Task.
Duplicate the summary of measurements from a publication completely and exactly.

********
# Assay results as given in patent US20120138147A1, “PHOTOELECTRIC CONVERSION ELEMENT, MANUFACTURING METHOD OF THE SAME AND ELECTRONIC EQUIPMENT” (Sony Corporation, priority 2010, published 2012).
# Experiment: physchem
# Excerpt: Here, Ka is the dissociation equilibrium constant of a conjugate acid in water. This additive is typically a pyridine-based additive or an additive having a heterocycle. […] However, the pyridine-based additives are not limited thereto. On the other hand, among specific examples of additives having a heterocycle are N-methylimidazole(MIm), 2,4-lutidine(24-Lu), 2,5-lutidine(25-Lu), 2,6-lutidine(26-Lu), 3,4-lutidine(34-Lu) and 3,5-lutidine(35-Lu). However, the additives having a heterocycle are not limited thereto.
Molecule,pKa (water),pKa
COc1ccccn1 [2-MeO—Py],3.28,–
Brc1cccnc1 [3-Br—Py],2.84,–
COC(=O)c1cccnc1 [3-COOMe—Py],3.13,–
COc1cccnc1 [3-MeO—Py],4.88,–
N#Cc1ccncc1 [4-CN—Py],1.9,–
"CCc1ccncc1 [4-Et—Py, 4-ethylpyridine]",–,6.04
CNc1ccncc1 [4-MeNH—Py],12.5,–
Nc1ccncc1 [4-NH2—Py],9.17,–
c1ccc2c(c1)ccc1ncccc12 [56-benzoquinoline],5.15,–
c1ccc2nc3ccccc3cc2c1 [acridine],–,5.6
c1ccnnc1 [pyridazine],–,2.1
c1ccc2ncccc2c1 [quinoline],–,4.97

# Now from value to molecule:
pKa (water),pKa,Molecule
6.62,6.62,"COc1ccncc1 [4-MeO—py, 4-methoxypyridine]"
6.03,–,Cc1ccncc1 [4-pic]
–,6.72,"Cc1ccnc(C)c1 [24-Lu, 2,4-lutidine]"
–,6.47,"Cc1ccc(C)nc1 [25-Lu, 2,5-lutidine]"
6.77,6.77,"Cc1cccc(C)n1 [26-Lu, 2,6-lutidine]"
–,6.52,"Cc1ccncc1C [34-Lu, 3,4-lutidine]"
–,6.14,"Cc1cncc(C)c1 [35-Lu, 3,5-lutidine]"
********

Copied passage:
# Assay results as given in patent US20120138147A1, “PHOTOELECTRIC CONVERSION ELEMENT, MANUFACTURING METHOD OF THE SAME AND ELECTRONIC EQUIPMENT” (Sony Corporation, priority 2010, published 2012).
# Experiment: physchem
# Excerpt: Here, Ka is the dissociation equilibrium constant of a conjugate acid in water. This additive is typically a pyridine-based additive or an additive having a heterocycle. […] However, the pyridine-based additives are not limited thereto. On the other hand, among specific examples of additives having a heterocycle are N-methylimidazole(MIm), 2,4-lutidine(24-Lu), 2,5-lutidine(25-Lu), 2,6-lutidine(26-Lu), 3,4-lutidine(34-Lu) and 3,5-lutidine(35-Lu). However, the additives having a heterocycle are not limited thereto.
Molecule,pKa (water),pKa
COc1ccccn1 [2-MeO—Py],3.28,–
Brc1cccnc1 [3-Br—Py],2.84,–
COC(=O)c1cccnc1 [3-COOMe—Py],3.13,–
COc1cccnc1 [3-MeO—Py],4.88,–
N#Cc1ccncc1 [4-CN—Py],1.9,–
"CCc1ccncc1 [4-Et—Py, 4-ethylpyridine]",–,6.04
CNc1ccncc1 [4-MeNH—Py],12.5,–
Nc1ccncc1 [4-NH2—Py],9.17,–
c1ccc2c(c1)ccc1ncccc12 [56-benzoquinoline],5.15,–
c1ccc2nc3ccccc3cc2c1 [acridine],–,5.6
c1ccnnc1 [pyridazine],–,2.1
c1ccc2ncccc2c1 [quinoline],–,4.97

# Now from value to molecule:
pKa (water),pKa,Molecule
6.62,6.62,"COc1ccncc1 [4-MeO—py, 4-methoxypyridine]"
6.03,–,Cc1ccncc1 [4-pic]
–,6.72,"Cc1ccnc(C)c1 [24-Lu, 2,4-lutidine]"
–,6.47,"Cc1ccc(C)nc1 [25-Lu, 2,5-lutidine]"
6.77,6.77,"Cc1cccc(C)n1 [26-Lu, 2,6-lutidine]"
–,6.52,"Cc1ccncc1C [34-Lu, 3,4-lutidine]"
–,6.14,"Cc1cncc(C)c1 [35-Lu, 3,5-lutidine]"